Lena Haloway is a typical 17-year-old girl. She loves hanging out with her best friend, Hana. She likes to go for long runs and spend time on the beach, and she reluctantly performs household chores for her aunt. She is anxiously awaiting her next birthday, because she is looking forward to being “cured.”
In other words, Lena Haloway is a typical 17-year-old girl in a future United States where love is considered a disease, and everyone is cured—via brain surgery—on their 18th birthdays.
Since it is too dangerous (likely deadly) to have the surgery prior to full maturity, kids hope not to be afflicted with “the deliria” before being cured. Symptoms of “amor deliria nervosa” include difficulty focusing, periods of euphoria and despair, erratic behavior and even emotional or physical paralysis. It’s not hard to understand why the government identified love as a disease and a threat to humanity.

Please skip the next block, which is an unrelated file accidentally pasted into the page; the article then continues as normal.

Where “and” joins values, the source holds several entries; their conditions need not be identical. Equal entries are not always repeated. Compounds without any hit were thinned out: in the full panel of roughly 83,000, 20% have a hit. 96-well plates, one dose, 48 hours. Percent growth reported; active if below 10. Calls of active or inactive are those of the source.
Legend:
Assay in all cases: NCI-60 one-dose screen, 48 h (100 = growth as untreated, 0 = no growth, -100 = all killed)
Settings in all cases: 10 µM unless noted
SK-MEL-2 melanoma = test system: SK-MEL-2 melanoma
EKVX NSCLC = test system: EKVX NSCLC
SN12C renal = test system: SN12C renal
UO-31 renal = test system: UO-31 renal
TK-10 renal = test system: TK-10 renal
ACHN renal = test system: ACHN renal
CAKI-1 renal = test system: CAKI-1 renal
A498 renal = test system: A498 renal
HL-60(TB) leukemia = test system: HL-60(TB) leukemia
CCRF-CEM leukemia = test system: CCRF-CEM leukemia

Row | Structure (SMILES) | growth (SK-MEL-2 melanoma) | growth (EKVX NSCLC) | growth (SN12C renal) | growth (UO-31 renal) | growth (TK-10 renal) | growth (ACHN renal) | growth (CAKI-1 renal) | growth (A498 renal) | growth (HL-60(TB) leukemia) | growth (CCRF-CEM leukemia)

Yet when Lena herself falls in love—the thing she has always dreaded—the deliria forces her to question everything she has been taught. Is love really a life-threatening disease? Or is it actually the most wonderful experience a person can have?
Lena must face her fear and decide if she is strong enough to defy overwhelming authority. Will she risk everything for love, and will she actually find that the binds of her dystopian society are more suffocating than protecting? As author Lauren Oliver answers these gripping questions within the pages of her second novel, the reader is transported to a futuristic world filled with oppression and abusive control.
In this intense and exciting page-turner, Oliver more than lives up to the promise of her acclaimed debut, Before I Fall. Her sophomore novel is a big genre departure from her first, but the artfulness of her prose and her ability to build excruciating tension are still very much present in Delirium.